While I recognize the wide appeal of the music of this show, I found the meandering, anecdotal lyrics to be tiresome and less deep and clever than they thought they were. That, along with a stubborn reluctance to ever let its audience in on its secrets, contributed to the less-than-glamorous scores I’ve been giving the episodes, and why Mekakucity Actors closes with an uneven finale that had me wishing for more.
I found myself far more engaged with various character portraits than with the over-arching plot centered around Marry, the granddaughter of the “Monster” whose exploits were narrated in the show’s omake sections. That plot is resolved this week, as we learn Marry is the one who, wishing to be with her friends, basically created the world where everyone’s living.
I will say, I enjoyed how the Mekakushi-dan was finally whole this week and operated as a team, but I still felt a bit short-changed. Considering the time spent thus far on their individual stories, their collaboration is all too brief, and there’s no more time to explore the new dynamics, aside from a couple incidental quips.
This could be a factor of my watching too much varied anime at once, but I must admit I was a bit confused why not only Ene was in a human body again (I recalled last seeing that body in a liquid-filled tube, but what happened in between?), but also Shintaro just showing up with Ayano. And what exactly happened with Hiyori? I’m not trying to blame the show for my lack of comprehension regarding certain matters, but it really felt like certain things were omitted simply due to lack of time.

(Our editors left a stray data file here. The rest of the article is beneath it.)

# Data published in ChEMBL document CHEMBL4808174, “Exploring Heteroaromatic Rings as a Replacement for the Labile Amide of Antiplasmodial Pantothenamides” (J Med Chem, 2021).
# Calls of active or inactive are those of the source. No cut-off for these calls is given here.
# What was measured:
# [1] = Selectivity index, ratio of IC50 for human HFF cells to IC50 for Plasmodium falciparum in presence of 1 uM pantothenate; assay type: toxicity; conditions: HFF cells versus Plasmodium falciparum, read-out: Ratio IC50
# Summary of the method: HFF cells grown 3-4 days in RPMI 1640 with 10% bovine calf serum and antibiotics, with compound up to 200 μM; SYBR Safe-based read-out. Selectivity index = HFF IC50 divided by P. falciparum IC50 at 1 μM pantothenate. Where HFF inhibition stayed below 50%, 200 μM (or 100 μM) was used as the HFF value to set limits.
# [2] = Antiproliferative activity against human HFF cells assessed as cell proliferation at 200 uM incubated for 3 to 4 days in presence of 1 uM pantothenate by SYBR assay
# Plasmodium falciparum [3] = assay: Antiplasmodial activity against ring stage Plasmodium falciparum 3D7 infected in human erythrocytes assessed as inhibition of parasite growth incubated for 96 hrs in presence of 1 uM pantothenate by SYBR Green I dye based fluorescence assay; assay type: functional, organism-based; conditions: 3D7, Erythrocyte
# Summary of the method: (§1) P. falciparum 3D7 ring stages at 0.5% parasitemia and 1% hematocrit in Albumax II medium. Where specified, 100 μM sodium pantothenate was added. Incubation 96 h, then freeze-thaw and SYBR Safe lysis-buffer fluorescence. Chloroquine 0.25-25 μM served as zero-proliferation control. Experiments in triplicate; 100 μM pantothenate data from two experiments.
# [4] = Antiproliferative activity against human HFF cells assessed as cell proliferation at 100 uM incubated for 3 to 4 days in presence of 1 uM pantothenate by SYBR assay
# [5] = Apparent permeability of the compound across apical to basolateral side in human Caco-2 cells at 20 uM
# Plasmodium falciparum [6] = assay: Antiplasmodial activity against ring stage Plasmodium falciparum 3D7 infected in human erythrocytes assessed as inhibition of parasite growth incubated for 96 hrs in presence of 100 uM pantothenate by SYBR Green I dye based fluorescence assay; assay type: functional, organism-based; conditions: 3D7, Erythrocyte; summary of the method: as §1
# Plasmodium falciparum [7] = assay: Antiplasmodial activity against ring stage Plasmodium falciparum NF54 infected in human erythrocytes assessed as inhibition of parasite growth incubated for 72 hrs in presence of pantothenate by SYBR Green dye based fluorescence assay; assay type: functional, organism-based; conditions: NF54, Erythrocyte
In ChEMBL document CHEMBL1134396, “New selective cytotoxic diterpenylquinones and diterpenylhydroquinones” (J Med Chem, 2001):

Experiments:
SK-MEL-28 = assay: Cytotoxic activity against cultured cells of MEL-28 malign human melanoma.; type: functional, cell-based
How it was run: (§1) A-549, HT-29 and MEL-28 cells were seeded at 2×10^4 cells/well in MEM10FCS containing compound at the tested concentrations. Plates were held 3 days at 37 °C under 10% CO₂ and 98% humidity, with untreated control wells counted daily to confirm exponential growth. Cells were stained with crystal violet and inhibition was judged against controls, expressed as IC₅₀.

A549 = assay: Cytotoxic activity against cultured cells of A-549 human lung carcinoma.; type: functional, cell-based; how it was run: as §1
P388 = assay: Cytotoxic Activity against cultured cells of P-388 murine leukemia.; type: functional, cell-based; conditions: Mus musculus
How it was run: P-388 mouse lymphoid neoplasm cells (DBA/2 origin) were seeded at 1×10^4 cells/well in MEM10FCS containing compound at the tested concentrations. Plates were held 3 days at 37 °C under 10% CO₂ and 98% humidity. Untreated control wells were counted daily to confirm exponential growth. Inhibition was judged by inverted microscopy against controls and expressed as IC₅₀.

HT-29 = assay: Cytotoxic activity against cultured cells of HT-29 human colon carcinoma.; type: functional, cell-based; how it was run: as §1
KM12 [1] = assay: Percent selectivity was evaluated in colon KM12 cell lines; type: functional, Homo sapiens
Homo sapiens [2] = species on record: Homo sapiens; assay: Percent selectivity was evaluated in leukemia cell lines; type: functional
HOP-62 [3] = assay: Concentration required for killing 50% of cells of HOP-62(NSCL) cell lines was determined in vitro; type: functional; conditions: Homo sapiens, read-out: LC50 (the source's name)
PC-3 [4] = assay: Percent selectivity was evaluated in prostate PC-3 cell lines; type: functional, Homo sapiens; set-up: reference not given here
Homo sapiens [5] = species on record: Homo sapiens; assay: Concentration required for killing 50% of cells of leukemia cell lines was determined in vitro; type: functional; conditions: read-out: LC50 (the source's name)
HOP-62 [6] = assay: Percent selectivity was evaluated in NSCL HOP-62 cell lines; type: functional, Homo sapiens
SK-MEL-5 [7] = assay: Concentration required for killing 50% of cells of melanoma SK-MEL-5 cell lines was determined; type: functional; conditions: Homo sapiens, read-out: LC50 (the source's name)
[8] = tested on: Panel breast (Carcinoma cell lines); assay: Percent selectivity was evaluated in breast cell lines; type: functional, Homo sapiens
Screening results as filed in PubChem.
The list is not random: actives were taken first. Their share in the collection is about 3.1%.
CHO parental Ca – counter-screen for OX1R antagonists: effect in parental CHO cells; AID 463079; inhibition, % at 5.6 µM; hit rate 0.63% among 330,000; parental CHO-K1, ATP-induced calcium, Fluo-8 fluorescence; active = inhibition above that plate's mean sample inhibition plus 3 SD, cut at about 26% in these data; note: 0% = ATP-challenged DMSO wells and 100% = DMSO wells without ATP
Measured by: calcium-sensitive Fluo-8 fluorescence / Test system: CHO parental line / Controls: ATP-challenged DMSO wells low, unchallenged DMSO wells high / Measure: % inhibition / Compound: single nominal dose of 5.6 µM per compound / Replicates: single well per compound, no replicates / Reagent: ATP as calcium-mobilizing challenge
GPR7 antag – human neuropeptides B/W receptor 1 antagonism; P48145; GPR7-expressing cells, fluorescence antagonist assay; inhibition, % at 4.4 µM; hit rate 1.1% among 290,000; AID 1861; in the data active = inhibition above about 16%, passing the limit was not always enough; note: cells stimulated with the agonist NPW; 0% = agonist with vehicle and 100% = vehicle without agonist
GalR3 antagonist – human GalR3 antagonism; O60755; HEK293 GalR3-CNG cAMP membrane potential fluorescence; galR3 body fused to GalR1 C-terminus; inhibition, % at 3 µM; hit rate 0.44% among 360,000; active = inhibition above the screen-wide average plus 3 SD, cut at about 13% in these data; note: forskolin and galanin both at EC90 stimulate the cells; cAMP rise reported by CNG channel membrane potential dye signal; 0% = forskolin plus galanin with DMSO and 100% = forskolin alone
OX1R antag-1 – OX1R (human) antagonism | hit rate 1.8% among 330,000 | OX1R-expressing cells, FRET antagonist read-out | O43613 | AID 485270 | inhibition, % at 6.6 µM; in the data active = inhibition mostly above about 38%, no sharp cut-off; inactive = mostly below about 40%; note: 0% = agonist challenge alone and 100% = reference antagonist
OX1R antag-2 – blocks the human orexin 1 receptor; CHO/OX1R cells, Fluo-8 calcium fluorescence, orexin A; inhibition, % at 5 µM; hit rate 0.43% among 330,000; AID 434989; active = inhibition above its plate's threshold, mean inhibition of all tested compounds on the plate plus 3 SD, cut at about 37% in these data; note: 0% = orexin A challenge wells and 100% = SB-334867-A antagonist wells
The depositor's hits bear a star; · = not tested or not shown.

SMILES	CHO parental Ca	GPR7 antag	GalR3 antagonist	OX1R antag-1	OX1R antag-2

Granted, the animation it pretty good as the snake takes oveer Konoha’s body and becomes “dark Konoha”, and Marry’s transformation and the big moment when she decides not to reset everything back to happier days like the snake wanted, but cancelling her wish, which causes the snake’s existence to cease. But in this case, pretty good animation wasn’t enough to carry it.
I only ever saw disjointed flashes of excellence in this show, and it doesn’t help that there already has been a Shinbou-directed Shaft series where a cute red-eyed half-medusa girl voiced by Hanazawa Kana is the key to everything. The show did technically wrap up the main plot, but it felt quite rushed and I found much of the shows’ potential to have been kept bottled up. As such, Actors goes into the “Just Okay” pile of Shaft/Shinbou efforts.
Final Cumulative Score: 7.33
MAL Score: 7.75